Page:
Adjusting Tension Improper tension Loose tracks can detrack. Over-tightening can cause power loss, excessive roller and idler wear, and could tear the tracks. Refer to your operator's manual for track inspection and tensioning procedures. How to adjust Track tension is controlled by a track adjuster located behind the front idler. Tension adjustments are made by pumping or draining grease through the track adjuster valve. Even small adjustments in track sag have a big impact on tension. A change in sag from 1'' to 0.5'' increases tension by about 3,000 pounds. Refer to your operator's manual for specific information on how to adjust the track tension of your machine. Inspect adjuster valve periodically Make sure your adjuster valve is working properly by visually inspecting it periodically. If the valve shows signs of leakage, bring your machine in for repair as soon as possible. Leakage can lead to a loss of track tension and increased wear. Match Tension to Operating conditions Adjust track tension on-site Make tension adjustments on the job site rather than in the shop. Track tension may increase if the sprocket and chain are packed with mud or other materials. A track that is properly tensioned in the shop may become too tight when packed with mud. Test packing conditions before adjusting To match track tension with the specific packing conditions of the job site, run your machine for a short while on the job site, then make the necessary adjustments. Make frequent adjustments Changes in weather can alter the packing conditions of the job site throughout the day. Making tension adjustments in response to these changes can help reduce track wear and costs. Do not operate your machine if the tracks are frozen Wait for the weather to improve if your tracks become frozen. If you try to use power to force the tracks to move you might destroy them. Operation Avoid abrupt turns and high speeds Do not make abrupt turns, because they place unnecessary stress on the track and undercarriage. Continuous turning to the same side can cause asymmetrical wear. Higher speeds cause more wear on the undercarriage. Use the slowest possible operating speed for the job. Avoid excessive reverse operation Do not operate in reverse unless necessary. Reverse operation wears tracks up to three times as quickly as forward operation. Highspeed reverse is particularly destructive to tracks and undercarriage components. Inspection Have your undercarriage inspected annually by a trained technician to catch problems early before they lead to unnecessary damage. For questions or additional information, please contact the branch nearest you.

14
Jul
Sanitizing Heavy Equipment: Best Practices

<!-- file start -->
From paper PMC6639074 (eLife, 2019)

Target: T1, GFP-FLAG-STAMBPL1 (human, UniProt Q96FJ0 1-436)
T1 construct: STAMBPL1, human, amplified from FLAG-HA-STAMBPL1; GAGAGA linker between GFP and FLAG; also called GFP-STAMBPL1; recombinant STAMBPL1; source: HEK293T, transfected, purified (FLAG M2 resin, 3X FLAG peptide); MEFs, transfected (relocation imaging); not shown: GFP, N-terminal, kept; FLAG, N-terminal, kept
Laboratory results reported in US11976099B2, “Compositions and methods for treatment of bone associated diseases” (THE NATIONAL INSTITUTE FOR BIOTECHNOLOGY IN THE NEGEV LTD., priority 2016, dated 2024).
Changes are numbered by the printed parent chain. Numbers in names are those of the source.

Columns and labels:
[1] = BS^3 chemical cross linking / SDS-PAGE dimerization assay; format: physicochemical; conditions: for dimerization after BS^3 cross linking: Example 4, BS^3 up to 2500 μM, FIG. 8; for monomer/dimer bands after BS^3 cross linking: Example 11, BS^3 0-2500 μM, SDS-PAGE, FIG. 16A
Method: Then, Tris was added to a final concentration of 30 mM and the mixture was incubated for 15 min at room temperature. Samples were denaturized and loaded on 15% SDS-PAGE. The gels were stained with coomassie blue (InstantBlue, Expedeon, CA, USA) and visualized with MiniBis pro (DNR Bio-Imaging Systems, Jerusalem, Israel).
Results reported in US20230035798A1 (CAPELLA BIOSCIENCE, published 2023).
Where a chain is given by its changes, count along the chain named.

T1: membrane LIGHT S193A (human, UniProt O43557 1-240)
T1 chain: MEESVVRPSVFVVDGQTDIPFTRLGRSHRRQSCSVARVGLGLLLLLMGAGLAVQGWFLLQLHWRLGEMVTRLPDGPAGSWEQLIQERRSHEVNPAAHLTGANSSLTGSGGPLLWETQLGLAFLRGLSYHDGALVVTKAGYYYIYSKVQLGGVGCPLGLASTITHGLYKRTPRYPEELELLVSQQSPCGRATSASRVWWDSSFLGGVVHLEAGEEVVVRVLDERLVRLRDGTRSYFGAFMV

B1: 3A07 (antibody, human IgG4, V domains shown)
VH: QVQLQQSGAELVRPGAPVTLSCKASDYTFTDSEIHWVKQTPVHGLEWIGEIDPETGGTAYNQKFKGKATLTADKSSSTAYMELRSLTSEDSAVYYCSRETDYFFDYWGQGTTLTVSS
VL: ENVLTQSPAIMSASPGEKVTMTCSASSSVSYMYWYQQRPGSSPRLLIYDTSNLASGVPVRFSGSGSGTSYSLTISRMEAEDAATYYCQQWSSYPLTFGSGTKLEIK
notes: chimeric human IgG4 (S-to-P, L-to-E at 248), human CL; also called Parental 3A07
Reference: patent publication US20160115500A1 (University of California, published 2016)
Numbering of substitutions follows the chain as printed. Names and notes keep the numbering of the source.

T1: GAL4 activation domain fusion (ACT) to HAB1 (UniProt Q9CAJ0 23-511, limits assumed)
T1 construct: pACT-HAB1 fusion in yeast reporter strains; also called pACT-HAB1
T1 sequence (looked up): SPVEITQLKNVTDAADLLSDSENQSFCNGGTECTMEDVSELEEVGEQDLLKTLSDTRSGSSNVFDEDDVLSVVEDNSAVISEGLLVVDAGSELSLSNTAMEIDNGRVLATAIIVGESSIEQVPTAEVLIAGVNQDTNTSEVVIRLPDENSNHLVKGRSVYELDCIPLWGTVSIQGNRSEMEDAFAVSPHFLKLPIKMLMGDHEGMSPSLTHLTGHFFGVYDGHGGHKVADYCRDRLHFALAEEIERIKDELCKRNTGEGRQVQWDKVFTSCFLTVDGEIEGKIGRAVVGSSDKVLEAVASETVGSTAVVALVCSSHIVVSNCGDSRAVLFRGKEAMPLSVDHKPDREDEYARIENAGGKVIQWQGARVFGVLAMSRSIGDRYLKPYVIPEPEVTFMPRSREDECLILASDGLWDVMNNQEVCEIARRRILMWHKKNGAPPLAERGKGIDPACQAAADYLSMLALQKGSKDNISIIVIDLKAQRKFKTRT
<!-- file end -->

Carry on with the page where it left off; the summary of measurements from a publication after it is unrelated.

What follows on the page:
Properly sanitizing heavy equipment is essential for maintaining the health, safety, and productivity of your team. Truck and machine cabs can be ideal environments for harboring and transmitting viruses and other illnesses. Despite the fact that operators are typically alone in the cab, all it takes is one mechanic, supervisor, or second shift operator to hop in there, touch a surface, and potentially be infected or leave traces of a virus. Since the COVID-19 pandemic, many companies have a heightened sense of awareness when it comes to maintaining cleanliness. Follow these heavy equipment sanitation tips to protect your team from corona-viruses, the flu, and any other pathogens that may strike. Find the right disinfectant Before you start actually sanitizing your construction machines, you have to find a disinfectant that is effective at eliminating the majority of viruses without damaging your equipment interior. To avoid harming or discoloring vinyl, plastics, leather, or other surface materials, we recommend using cleaners designed for automotive interiors, not general household. Isopropyl based cleaning products can be used to sanitize the majority of hard and interior surfaces. When using an alcohol based cleaning solution, the CDC recommends concentrations of 70% or above. Follow the instructions on the product for concentration, application method, and contact time. If you are trying to deactivate or kill a specific virus, check the EPA-approved disinfectant list for detailed descriptions of which types of cleaners to use for certain pathogens. You should consult your owner's manual for directions on how to clean monitors, touch screens and other sensitive surfaces without damaging them. Wear personal protective equipment (PPE) Once you have the proper cleaning solution, it's time to move into the cab. The person handling the sanitation should always wear latex or synthetic rubber gloves and a mask or face covering. Wearing personal protective equipment will ensure the team member is shielded from the cleaning chemicals, as well as prevent them from leaving traces of a virus on the surfaces they just wiped down. Clean all interior surfaces likely to be touched The most important parts of the cab to sanitize are the ones that we touch a lot. Those areas should be cleaned before each new person enters the machine and typically include all handles, joysticks, steering wheels, knobs, buttons, seat belts, seat belt latches, windows, and even floor mats. Spray surfaces with the cleaner and use a highly absorbent microfiber cloth to scrub and wipe dry. For sensitive electronic or display areas, use an EPA approved contact-less product, which you can spray and let dry without needing to wipe off. Other surfaces to pay attention to Just as important as sanitizing interior hard surfaces are exterior surfaces. Spray, scrub, and wipe all machine touch-points, including the dipstick, gas cap, engine access points, handles, latches, and anywhere else likely to have contact. Although it typically does not have to be sanitized as often as hard surfaces, it's a good idea to clean your upholstery at least every week, if not more frequent. You will find a variety of upholstery products at any auto parts store. If applying your own solution, avoid using anything that contains bleach, as it will cause discoloring. Wash surfaces before sanitizing Before using your sanitizing solution to disinfect equipment, ensure all dirt and dust are washed off. Washing before disinfecting is especially important for your machine's exterior, but also for floor mats, handles, and anywhere else that is visibly dirty. Clearing dust and debris will make the sanitation process more effective. Contact the store nearest you for any questions.